• Thanks for the answer. There is much I do not understand in what you write. Could you perhaps provide an example, for instance, an illustration of a logical structure of LFG and how it is isomorphic to an n-ary structure. – Tim Osborne Apr 30 '20 at 7:53
  • @TimOsborne If you take an exocentric structure for “students read books” in Russian, which is simply S:[NP V NP], the link to glue semantics is via the f-structure: [PRED read, SUBJ [“students”], OBJ [“books”]]. In glue semantics the corresponding rule would be λX.λY.read(X,Y):(↑SUBJ)σ ⊸ (↑OBJ)σ ⊸ ↑σ. So they just use f-structures and linear implication to work around the limitation of λ-calculus. Note that the arity of the root node of the phrase structure is irrelevant. This method would work for any dep. formalism. Hobbs’ approach is much more flexible but this is how it works in LFG. – Atamiri Apr 30 '20 at 8:47
  • @TimOsborne I've added a note on the wording of the question, I hope I deciphered it correctly. In any case any additional questions are welcome. – Atamiri Apr 30 '20 at 10:11
  • Even in the lambda-calculus, the branching is not solely binary. The lambda-calculus has two operators: application (which is binary, as you point out), and abstraction (which is a binding unary operator). This means the trees terms form are not binary trees (and in fact have to be represented more sophisticatedly using structures like graphs with binding). I would also object to reducing "type theory" to the lambda-calculus, which is an extremely primitive notion and unlikely to very practical for linguistic purposes. – varkor Apr 30 '20 at 11:21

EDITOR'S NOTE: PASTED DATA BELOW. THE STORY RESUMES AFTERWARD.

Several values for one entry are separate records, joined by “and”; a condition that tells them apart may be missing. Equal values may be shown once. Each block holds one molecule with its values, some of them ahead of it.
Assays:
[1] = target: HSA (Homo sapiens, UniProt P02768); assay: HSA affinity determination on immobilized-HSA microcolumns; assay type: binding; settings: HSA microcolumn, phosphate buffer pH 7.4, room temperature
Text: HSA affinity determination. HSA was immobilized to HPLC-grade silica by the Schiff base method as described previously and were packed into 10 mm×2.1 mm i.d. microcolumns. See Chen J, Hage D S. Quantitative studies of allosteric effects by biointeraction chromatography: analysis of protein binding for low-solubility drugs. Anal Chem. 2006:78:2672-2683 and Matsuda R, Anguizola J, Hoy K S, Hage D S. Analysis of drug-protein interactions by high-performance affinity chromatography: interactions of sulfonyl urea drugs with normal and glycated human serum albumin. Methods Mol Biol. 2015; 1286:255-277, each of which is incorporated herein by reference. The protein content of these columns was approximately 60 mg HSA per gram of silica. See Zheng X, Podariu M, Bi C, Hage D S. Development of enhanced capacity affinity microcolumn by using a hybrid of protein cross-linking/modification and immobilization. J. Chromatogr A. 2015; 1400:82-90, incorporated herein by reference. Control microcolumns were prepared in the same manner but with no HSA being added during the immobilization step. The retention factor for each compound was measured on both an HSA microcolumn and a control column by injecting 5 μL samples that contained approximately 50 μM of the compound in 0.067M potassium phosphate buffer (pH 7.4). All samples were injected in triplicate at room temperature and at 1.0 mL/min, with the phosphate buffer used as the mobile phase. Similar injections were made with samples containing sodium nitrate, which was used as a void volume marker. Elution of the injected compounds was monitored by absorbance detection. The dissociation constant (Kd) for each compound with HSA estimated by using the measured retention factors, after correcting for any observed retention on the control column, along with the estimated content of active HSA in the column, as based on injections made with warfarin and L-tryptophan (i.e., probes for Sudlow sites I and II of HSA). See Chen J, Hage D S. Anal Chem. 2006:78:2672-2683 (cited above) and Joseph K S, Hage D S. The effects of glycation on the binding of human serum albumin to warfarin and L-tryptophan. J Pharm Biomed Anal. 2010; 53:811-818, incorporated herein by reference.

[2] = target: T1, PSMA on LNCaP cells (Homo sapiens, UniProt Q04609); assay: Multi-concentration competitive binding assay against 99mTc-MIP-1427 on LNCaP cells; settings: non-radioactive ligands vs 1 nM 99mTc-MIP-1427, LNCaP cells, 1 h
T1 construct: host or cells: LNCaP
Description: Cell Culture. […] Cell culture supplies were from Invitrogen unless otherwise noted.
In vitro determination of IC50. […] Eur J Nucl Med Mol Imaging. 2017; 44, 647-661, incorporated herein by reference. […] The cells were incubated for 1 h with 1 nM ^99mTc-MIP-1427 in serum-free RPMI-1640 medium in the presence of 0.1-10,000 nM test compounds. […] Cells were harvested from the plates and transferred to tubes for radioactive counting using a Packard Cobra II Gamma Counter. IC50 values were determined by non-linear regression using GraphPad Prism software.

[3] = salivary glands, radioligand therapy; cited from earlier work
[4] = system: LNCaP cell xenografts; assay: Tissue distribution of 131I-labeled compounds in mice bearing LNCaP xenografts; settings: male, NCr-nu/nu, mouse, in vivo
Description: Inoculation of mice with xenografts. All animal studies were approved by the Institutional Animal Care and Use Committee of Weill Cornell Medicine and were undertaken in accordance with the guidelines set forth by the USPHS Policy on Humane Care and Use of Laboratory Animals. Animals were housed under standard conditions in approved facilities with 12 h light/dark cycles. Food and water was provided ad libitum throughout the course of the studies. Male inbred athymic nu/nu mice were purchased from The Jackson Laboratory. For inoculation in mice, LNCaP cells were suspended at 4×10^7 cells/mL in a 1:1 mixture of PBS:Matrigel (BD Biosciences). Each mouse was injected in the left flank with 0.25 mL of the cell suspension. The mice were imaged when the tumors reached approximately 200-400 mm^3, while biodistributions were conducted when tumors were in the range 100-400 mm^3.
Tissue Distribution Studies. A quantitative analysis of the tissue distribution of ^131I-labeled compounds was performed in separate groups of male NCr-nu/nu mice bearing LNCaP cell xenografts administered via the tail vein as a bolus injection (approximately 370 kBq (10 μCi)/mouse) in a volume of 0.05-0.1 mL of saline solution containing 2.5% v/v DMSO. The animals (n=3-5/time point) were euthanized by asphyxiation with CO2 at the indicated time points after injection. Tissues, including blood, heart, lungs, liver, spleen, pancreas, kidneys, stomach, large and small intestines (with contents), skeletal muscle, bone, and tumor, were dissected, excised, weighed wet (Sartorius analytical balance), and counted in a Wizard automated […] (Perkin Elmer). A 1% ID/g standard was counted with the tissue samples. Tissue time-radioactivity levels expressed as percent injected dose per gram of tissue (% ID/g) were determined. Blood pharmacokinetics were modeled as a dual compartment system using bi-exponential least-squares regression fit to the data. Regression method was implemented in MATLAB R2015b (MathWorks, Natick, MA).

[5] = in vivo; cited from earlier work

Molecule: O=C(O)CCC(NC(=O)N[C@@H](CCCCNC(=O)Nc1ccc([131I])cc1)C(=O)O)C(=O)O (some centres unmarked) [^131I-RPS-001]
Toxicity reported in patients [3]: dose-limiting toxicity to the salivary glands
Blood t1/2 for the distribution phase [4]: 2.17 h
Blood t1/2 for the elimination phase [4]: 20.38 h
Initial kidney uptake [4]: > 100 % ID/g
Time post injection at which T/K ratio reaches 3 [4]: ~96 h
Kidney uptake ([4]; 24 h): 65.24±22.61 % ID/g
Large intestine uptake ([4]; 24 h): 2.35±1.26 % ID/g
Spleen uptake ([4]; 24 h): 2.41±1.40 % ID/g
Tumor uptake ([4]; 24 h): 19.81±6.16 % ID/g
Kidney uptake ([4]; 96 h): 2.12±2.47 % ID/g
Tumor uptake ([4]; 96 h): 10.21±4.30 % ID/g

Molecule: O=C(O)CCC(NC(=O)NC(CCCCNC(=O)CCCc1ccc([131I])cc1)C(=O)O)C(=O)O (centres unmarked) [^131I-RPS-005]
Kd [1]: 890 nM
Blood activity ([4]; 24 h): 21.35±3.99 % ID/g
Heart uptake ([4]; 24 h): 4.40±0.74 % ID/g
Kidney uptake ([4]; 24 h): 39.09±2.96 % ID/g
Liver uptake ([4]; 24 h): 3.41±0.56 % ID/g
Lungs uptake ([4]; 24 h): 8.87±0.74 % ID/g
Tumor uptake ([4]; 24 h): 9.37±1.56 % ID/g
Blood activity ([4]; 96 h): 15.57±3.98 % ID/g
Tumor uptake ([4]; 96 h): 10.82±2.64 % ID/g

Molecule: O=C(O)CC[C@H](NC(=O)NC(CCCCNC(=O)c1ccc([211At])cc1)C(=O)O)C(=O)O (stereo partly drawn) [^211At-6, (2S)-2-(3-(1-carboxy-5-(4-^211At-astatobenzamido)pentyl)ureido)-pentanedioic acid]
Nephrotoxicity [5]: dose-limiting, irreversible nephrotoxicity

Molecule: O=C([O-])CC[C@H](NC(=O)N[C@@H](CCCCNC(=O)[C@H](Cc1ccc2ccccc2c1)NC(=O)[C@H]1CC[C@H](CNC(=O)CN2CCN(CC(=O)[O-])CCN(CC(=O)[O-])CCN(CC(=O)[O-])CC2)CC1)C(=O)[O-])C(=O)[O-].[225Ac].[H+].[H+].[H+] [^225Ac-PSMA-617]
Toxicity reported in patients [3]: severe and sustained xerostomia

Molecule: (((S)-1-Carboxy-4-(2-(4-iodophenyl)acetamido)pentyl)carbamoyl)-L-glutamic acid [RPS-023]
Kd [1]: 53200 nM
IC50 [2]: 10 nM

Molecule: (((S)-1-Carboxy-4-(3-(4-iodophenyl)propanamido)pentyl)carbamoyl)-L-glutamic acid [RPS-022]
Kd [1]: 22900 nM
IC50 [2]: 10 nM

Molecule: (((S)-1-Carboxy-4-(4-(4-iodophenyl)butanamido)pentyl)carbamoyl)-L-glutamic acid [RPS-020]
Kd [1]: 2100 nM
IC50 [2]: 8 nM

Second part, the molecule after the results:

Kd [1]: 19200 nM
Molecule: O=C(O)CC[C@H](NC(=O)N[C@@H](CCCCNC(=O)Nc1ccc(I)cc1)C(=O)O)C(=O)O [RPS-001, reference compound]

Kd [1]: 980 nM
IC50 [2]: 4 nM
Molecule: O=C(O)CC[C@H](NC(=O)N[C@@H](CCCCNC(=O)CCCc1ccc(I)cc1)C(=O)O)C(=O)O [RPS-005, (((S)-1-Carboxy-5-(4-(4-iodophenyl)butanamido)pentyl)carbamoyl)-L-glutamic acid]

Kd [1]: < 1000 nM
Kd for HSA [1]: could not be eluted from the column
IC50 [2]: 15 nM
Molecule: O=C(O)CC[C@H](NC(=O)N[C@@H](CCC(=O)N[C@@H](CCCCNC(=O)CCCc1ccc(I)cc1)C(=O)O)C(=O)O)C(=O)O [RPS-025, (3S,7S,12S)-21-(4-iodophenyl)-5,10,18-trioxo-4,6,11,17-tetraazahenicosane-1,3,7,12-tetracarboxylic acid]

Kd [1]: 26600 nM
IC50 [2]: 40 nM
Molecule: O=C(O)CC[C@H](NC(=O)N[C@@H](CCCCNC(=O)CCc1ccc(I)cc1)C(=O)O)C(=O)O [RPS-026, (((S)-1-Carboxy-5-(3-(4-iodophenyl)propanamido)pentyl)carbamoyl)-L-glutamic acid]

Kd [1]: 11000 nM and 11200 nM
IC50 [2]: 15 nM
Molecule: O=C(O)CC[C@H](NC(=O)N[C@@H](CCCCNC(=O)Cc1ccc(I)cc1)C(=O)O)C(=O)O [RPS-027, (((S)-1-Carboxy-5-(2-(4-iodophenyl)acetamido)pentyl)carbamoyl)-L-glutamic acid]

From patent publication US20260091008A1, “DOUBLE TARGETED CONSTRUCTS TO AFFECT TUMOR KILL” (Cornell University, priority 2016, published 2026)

• @varkor It’s about branching in phrase structure trees. The λ-calculus is used in formal semantics and it’s actually very powerful. – Atamiri Apr 30 '20 at 11:30
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My answer is no, not n-ary branching, but rather binary branching. As Atamiri's answer might suggest, the basic notion of type theory is that of a function -- the types are just means to that end. If grammar is functional, complex expressions are built up by applying functions to arguments to obtain the values of functions at those arguments. Two things, function and argument, combine to form a third thing: the (single) value. That's binary branching.

One could, I suppose, allow grammatical functions to have more than one argument, but type theory seems to assume just one argument, and that's enough for me.

I have a way of introducing one-place functions into CFG (Context Free Grammar) which avoids the artificiality of type theory and introduces no additional computational complexity into grammar, but I'm afraid it's rather long-winded, and I'm not sure anyone would be interested.

  • I’d be interested ;) BTW I don’t think type theory is artificial (at least not more artificial than CFG or DG or any other formalism used in linguistics). – Atamiri Apr 30 '20 at 10:32
  • @Atamiri, Then please ask an appropriate question. I can't write about it here, because it is not a type theory, so it would not be responsive to the question. – Greg Lee Apr 30 '20 at 10:38
  • Done. I’m all ears. – Atamiri Apr 30 '20 at 11:06
  • Type theories are not just about operators (what you call functions). Considering operators alone ignores much of the other important structure: typing, variable binding, equations or reductions, polymorphism, dependency and so on. Likewise, the types are an intrinsic part of the structure: without them, you're simply talking about universal algebra. – varkor Apr 30 '20 at 11:17
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    @varkor, Then why does a type, such as <e t>, have at most two parts? – Greg Lee Apr 30 '20 at 12:45
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As I understand type theory and as described by lemontree, type theory necessarily construes syntactic structures as being generated in terms of one input and one output.